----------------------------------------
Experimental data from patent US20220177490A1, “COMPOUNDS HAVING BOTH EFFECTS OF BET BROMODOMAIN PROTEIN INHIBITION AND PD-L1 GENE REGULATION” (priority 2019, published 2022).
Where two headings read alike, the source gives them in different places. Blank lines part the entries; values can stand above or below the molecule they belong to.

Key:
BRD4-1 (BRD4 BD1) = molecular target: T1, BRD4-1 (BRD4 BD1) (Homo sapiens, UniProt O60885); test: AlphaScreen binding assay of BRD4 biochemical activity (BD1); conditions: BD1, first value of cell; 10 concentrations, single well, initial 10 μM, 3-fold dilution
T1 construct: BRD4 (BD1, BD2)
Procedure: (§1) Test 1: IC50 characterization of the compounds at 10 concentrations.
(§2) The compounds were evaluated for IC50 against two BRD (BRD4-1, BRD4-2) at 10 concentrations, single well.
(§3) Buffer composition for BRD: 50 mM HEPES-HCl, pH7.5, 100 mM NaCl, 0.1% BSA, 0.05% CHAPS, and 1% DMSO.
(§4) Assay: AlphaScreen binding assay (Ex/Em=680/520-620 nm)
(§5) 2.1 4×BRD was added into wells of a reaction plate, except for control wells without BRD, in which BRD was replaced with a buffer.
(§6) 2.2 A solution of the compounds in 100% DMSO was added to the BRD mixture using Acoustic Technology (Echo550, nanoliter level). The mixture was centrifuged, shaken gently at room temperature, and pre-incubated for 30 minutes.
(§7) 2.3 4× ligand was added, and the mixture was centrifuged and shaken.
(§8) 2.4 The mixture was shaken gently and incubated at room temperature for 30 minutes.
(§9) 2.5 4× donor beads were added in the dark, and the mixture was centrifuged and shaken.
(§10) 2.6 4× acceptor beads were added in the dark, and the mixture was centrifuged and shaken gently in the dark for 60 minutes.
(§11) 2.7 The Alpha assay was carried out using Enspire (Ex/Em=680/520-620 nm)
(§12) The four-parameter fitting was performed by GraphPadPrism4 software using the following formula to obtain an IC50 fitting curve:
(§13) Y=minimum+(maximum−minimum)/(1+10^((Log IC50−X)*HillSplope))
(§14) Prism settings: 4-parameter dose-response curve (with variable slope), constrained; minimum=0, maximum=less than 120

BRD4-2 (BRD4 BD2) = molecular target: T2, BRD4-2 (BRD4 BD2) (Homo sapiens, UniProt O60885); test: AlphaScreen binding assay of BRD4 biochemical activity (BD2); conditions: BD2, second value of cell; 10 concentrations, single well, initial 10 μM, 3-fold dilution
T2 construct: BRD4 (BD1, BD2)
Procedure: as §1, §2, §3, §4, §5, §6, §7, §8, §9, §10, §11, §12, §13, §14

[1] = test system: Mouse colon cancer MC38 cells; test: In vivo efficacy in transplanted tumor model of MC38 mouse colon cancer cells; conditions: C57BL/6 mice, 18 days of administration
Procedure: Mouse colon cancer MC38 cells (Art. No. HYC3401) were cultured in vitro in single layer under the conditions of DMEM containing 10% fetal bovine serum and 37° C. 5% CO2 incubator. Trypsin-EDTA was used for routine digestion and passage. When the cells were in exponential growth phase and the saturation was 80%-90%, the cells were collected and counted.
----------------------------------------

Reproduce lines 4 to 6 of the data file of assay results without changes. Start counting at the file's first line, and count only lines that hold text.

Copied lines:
BRD4-1 (BRD4 BD1) = molecular target: T1, BRD4-1 (BRD4 BD1) (Homo sapiens, UniProt O60885); test: AlphaScreen binding assay of BRD4 biochemical activity (BD1); conditions: BD1, first value of cell; 10 concentrations, single well, initial 10 μM, 3-fold dilution
T1 construct: BRD4 (BD1, BD2)
Procedure: (§1) Test 1: IC50 characterization of the compounds at 10 concentrations.